I used to be extremely shy and hardly able to interact at all in social situations. As anyone who's shy will tell you, it can feel like a curse. For someone who wants to be on stage, that curse is even worse. My drive to perform overcame my timidity and I chose to follow my heart even though inside I was terrified.
I've been singing since Jr. High choir but quit when I graduated college and needed to find a "real" job. I always missed performing though and vowed that some day I'd return to it. A blind-date took me to a production of Gilbert and Sullivan's Princess Ida and suddenly "someday" became "right now." As much as I enjoyed the show, I knew I'd enjoy it more from the stage. The program mentioned the company was looking for singers for their next production. I auditioned, without a headshot, resume or any formal training. Nonetheless, I soon became a fairy in Iolanthe. I took to performing like a trout in a stream (or a fairy in the forest) and realized quickly I'd need to beef up my chops if I was going to make this a long-term gig. I took singing lessons and after a bad experience with an acting coach, found the best acting school around.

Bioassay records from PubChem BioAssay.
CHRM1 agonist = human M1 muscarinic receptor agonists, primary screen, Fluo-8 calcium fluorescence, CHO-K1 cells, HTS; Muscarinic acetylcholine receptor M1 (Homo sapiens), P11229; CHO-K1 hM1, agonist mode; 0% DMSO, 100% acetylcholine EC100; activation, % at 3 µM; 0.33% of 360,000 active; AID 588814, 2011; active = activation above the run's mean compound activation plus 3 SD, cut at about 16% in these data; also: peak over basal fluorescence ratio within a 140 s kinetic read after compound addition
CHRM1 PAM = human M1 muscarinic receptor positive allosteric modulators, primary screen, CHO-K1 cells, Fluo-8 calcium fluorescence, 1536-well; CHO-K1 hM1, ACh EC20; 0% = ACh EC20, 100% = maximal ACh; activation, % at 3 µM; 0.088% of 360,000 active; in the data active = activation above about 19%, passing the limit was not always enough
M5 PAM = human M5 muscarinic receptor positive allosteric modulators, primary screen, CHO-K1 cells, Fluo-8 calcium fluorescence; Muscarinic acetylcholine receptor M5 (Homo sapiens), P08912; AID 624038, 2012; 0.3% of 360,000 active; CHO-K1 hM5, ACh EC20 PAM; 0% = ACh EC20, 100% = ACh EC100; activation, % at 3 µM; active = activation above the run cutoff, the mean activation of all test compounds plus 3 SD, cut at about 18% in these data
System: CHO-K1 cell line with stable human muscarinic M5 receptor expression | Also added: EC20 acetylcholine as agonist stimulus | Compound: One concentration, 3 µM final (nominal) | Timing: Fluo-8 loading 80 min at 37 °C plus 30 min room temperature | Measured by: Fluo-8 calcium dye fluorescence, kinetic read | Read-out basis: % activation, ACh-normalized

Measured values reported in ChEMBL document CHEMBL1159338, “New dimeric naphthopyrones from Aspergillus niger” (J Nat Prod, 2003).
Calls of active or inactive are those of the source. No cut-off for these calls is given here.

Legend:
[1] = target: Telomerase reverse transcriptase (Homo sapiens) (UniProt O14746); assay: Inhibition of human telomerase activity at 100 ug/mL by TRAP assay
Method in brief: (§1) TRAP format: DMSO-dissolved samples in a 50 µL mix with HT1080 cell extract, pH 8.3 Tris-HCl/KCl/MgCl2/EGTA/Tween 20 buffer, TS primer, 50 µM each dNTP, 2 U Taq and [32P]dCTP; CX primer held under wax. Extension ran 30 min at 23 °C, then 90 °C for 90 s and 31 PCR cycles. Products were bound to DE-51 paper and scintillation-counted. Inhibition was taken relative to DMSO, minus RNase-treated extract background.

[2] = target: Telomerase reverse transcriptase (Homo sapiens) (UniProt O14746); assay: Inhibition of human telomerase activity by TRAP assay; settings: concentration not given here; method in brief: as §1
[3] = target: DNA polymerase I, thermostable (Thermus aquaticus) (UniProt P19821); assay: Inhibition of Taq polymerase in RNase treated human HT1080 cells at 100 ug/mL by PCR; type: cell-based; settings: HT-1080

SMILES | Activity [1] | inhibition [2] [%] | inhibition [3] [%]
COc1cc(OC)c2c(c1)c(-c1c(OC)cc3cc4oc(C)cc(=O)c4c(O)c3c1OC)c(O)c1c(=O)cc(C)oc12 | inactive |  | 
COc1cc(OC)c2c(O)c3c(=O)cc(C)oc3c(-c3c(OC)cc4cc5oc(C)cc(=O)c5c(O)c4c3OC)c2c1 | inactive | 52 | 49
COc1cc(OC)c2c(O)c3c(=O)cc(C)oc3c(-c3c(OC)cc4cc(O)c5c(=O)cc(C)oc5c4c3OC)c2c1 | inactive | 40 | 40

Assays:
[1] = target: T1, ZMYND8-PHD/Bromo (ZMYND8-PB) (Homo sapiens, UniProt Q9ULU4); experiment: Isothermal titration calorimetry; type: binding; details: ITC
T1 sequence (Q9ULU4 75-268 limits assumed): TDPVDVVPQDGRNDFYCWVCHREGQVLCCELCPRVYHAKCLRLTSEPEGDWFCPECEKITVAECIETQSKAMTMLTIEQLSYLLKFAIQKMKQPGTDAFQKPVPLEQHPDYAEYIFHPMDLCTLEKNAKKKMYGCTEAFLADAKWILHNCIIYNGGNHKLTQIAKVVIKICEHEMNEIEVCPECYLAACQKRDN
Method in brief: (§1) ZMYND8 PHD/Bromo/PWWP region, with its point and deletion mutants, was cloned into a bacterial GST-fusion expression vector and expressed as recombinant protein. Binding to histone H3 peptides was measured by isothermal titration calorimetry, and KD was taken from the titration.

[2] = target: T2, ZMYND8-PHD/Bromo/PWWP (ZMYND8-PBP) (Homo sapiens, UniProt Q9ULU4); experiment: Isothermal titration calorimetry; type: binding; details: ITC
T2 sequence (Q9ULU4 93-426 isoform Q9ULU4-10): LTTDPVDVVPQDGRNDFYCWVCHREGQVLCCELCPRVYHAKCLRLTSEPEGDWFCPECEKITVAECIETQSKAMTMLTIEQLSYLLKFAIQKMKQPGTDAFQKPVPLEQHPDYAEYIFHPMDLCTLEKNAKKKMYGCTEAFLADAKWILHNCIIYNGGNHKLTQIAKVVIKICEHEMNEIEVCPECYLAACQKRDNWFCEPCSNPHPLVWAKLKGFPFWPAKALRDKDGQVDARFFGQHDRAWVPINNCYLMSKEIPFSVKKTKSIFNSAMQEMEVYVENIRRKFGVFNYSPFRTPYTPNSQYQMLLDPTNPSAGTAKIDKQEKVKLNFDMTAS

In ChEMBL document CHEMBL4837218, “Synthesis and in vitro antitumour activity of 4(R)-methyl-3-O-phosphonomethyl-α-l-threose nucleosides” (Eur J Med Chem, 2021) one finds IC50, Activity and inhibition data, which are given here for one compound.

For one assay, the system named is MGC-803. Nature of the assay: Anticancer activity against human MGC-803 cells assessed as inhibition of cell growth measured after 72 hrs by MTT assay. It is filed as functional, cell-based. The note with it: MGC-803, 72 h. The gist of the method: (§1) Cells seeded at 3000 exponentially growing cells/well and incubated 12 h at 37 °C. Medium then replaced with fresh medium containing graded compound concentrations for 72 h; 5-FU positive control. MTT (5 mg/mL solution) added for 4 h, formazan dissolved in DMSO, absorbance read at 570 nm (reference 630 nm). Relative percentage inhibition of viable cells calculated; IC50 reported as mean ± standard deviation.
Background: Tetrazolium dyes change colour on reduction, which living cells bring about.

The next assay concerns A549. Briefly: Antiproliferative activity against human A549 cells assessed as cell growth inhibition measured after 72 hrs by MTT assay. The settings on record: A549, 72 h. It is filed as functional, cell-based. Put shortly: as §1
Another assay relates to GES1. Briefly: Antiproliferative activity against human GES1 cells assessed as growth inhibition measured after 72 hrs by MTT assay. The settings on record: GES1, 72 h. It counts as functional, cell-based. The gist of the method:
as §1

For the next five years I did more chorus work, honing my singing voice and learning everything I could about stage performance. Throughout this period I enjoyed my work but I wanted to be out front, in a principal role, not just in the chorus line. Three hours before a performance of Oklahoma! I got my chance. I had understudied the role of Aunt Eller and one day the principal actress's bad luck became my great fortune. During rehearsal for another play, the actress fell off stage and twisted her ankle. Three hours before curtain I was called in to save the day. I didn't know it then, but being asked to perform on short-notice like that would become indicative of many scenarios I would encounter later in my career. I like to think of myself as an adaptive, resourceful professional and that heart-pounding performance was a great start. The first fifteen minutes on stage seemed like an hour, but I pulled through without a single missed line.
I've since continued to take more acting roles and build my skills. I've taking acting classes, musicianship lessons, singing lessons and expanded into voice over work. I've been in independent films and worked in the web's newest entertainment mediums: audio drama and web series. You can hear me in many audio dramas at the 19 Nocturne Blvd website and see me online in the web series "Family" episodes 7, 8 and 17. You may also see me in the independent film Police Beat which plays on the Sundance Channel.
|© Copyright 2009 Kris Keppeler|